easy ratatouille recipe

Welcome back to our five-ingredient dinner series! This week’s entry is from my friend Brooks Reitz, who runs an empire of popular restaurants in Charleston and is also the steward of a wonderful lifestyle newsletter I read religiously called A Small and Simple Thing.

It was on that newsletter where he recently shared his recipe for ratatouille. But not your typical ratatouille. At this stage of life, he doesn’t have time for big cooking projects. “A meal requiring multiple steps, careful measuring, or extensive planning is not a meal I’m interested in,” he writes. If he did have time for project cooking, though, he concedes ratatouille would be one of the dishes that would make the cut. “I’d love to take the time to carefully fry the individual ingredients in olive oil, each reaching peak doneness before carefully combining the parts into a brilliant, symphonic whole.” But until that day, there’s Lazy Man’s Ratatouille, a vegetarian dinner that leans on jarred tomato sauce for a little assist — and requires only ONE pan in the kitchen.

easy ratatouille recipient

Lazy Man’s Ratatouille
From Brooks: This is a beautiful stew, simplified for an easy weeknight dinner. I love this dish room temp (or cold) with a scoop of ricotta and crusty bread. Serves 2-3, and can be scaled up or down. (The vegetables shrink considerably in the oven, so don’t worry if your baking sheet or roasting pan looks really crowded.)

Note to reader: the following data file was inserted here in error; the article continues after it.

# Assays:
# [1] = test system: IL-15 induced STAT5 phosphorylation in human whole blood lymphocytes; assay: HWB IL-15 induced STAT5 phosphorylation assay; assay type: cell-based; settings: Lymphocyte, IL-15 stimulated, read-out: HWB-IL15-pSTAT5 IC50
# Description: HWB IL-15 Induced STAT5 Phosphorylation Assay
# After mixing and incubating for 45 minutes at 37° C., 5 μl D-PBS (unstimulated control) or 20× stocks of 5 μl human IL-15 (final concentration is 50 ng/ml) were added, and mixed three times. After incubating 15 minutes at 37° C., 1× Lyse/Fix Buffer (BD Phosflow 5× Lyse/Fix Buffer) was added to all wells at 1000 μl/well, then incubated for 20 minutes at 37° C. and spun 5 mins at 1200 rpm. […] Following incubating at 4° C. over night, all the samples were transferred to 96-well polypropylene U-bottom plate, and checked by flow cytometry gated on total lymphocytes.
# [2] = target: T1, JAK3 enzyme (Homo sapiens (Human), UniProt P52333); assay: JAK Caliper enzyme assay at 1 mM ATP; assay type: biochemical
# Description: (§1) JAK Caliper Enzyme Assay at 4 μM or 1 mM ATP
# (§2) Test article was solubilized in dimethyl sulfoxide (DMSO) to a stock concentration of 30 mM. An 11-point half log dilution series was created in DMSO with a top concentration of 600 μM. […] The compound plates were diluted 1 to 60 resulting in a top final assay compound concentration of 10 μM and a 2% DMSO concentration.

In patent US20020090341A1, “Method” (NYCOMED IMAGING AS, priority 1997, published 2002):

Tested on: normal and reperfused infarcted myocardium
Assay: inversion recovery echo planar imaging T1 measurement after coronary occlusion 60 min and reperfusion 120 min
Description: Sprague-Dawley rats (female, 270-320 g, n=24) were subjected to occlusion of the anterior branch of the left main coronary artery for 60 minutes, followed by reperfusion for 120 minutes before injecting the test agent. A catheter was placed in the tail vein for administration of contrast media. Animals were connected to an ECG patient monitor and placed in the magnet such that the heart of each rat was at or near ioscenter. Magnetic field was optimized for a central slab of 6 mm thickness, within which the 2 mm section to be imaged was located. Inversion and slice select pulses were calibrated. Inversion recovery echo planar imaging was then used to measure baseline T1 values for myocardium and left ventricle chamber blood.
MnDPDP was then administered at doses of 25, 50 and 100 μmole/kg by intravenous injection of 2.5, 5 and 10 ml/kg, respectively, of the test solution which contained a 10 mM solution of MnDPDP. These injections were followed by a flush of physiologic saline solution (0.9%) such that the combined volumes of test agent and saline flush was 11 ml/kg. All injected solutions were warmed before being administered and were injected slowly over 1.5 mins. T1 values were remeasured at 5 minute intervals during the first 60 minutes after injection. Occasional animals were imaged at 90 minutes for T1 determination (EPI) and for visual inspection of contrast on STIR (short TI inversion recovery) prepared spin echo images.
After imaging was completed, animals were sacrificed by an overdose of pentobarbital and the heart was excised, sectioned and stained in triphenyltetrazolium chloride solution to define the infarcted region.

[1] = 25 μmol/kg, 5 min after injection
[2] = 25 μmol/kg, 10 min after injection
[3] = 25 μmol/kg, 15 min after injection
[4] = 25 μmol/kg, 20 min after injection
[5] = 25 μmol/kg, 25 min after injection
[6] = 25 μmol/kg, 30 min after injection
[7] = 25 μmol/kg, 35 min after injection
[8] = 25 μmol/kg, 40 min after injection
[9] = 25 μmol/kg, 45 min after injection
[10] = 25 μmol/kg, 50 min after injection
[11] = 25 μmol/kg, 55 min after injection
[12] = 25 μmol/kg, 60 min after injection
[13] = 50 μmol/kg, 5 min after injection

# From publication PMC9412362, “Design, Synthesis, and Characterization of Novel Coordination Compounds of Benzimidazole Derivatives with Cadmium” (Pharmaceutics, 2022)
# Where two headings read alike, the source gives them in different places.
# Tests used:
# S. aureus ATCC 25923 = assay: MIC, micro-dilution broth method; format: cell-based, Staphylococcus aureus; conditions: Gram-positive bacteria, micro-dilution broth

2 medium zucchini, chopped into 1/2-inch pieces
2 Japanese eggplant (or any eggplant), chopped into 1/2 inch pieces
1/2 medium red onion, chopped into wedges and layers separated
6-8 small tomatoes, quartered
olive oil*
kosher salt and freshly ground black pepper*
1 cup jarred tomato sauce, such as Rao’s
Optional add-ins: 3 tablespoons capers, fresh herbs like basil or parsley, fresh ricotta or yogurt, hunk of crusty bread

Heat oven to 400°F. Chuck the zucchini, eggplant, tomatoes, and onion into a big roasting pan or baking sheet and season the whole mess in lots of olive oil (enough to coat, but not drench) and a shower of kosher salt. After baking for 15 minutes, pull out the dish and add tomato sauce. (I use Rao’s because I love it, it’s easy to find, and it’s got a few simple ingredients.) Put this back into the oven and roast for another 35-45 minutes, until everything is soft but not collapsed. The zucchini should still have a bit of life, and the best way to confirm is to test it out about 30 minutes in.

Let this cool on the stovetop, and when it has reached room temperature, you can pick your add-ins (I’d argue the ricotta is a non-negotiable).

* We aren’t counting olive oil, salt, or pepper in the ingredient total.

Thanks, Brooks!

P.S. More five-ingredient dinners, including a tomato-feta tart.